True of False: Being A Working Mom Harms My Kids


    working moms

    The American culture boasts many stereotypes about working moms. According to a Pew Research study, 51% of US men and women believe kids are better when they are raised by a stay-at-home-mom (compared to only 8% who believe children are better with a stay-at-home-dad), and 41% believe that the rise in working mothers is harmful to our society.


    I’m abandoning my kids while I’m at work during the day.

    It’s harmful for my child’s future if I don’t stay at home.

    I wish I had more time to pay attention to my kids.

    My kids must resent me for working instead of spending more time with them.

    I can’t be a good employee at work and a good mom at the same time.

    Working hinders my family life.


    Ladies, those stereotypes have got to go! First all of, negative self-talk is harmful. Secondly, a working mother has no significant impact on their adult sons or daughters levels of happiness. And thirdly, research now proves that kids of working mother and kids of stay-at-home moms tend to do about the same academically and behaviorally!


    In 2015 the Harvard Business School published Mums the Word! Cross-national Effects of Maternal Employment on Gender Inequalities at Work and at Home. They analyzed the outcomes at work and home for boys and girls being raised by an employed mother or a stay-at-home mother.


    Working moms – this should be an encouragement to you! Whether you work 5 hours per week or 60+, you’re not ruining your kids life!

    working moms

    Daughters of working moms

    When a mom is employed during her daughter’s early years, her daughter is more likely to participate in household chores and tasks.

    When adult daughters have a working mother, the daughter is more likely to be employed as well. Additionally, they tend to work more hours, be better compensated, and are more likely to hold a management or supervisory role. This could be due to the fact that employed mothers teach their daughters a unique skill set that encourages their daughters to have a greater participation in their job or as a leader.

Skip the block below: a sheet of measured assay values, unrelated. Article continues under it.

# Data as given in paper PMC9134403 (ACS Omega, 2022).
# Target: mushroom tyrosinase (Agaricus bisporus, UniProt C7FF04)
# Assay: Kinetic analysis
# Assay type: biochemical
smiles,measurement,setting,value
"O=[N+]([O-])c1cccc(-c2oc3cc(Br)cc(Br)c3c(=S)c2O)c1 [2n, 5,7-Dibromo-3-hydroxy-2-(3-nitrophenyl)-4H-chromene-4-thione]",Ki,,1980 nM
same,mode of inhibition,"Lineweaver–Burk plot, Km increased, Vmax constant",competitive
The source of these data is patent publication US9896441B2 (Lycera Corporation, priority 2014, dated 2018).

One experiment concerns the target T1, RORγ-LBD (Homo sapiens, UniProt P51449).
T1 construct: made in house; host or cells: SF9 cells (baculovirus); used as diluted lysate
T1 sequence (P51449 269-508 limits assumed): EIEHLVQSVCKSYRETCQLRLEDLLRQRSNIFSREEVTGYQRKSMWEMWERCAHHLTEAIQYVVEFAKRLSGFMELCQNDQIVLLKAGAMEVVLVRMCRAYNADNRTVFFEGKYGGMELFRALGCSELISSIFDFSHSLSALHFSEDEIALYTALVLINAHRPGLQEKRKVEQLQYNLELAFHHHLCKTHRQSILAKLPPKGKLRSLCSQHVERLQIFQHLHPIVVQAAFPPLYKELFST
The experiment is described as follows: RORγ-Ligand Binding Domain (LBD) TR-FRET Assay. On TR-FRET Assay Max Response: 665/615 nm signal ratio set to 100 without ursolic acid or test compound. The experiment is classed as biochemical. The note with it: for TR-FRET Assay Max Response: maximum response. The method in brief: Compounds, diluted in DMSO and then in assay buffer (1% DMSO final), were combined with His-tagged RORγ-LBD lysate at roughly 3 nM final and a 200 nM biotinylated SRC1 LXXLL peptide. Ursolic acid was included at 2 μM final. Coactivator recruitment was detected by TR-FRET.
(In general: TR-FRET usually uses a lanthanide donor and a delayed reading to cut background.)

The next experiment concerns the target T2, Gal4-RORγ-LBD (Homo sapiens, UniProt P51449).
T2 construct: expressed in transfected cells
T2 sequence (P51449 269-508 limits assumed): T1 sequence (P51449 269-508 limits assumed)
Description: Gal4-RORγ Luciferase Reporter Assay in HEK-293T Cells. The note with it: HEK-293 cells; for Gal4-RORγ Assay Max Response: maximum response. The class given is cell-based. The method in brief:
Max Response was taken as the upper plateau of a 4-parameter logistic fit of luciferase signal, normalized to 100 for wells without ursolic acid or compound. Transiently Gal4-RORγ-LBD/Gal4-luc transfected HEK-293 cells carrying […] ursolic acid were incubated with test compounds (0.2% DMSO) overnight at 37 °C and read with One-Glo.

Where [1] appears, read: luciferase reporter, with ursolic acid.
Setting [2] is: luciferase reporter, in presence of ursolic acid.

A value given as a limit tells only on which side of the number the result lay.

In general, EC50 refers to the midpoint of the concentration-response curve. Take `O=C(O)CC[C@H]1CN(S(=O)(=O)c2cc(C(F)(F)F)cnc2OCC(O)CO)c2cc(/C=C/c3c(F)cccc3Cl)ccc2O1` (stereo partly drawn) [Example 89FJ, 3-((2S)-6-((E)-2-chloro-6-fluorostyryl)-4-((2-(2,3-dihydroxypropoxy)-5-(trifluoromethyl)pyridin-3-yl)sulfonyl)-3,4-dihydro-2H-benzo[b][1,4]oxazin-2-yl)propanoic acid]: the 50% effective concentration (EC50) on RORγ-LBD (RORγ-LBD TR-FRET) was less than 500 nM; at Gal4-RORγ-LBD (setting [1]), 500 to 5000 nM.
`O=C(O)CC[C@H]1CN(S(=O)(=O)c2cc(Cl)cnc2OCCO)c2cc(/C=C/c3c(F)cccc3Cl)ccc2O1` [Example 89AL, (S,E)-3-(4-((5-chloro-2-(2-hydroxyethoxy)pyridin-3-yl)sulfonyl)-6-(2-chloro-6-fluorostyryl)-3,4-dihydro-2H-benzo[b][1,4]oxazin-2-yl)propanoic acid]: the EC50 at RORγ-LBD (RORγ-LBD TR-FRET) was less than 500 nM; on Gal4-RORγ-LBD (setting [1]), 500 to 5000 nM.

Interestingly, those same adult daughters are less likely to spend time on housework each week.

    But working moms don’t have a significant impact on how much time her daughter spends caring for other family members.

    Sons of employed mothers

    When moms and dads of sons ages 1-15 equally split household chores, their sons are more likely to engage in housework as adults. Take heart, this is more associated with father roles than motherly roles!

    Sons of employed mothers are also inclined to spend time caring for their family members, compared to sons of stay-at-home mommies. (For daughters of both stay-at-home and working mothers, the time spent caring for family members was the same.)

    Sons and daughters of working mothers

    Like I stated before, kids of both employed mothers and stay-at-home mothers achieve the same rates of academics. Differences in behavior is also indistinguishable.

    Working mothers do not create a significant impact on their adult sons or daughters levels of happiness.

    And kids of working mamas have more balanced views of gender roles – that men and women deserve to be treated equally.

    A working mama or a stay-at-home mum – either way, you are a superhero! You can bust those stereotypes by being a great working and an awesome mommy too!

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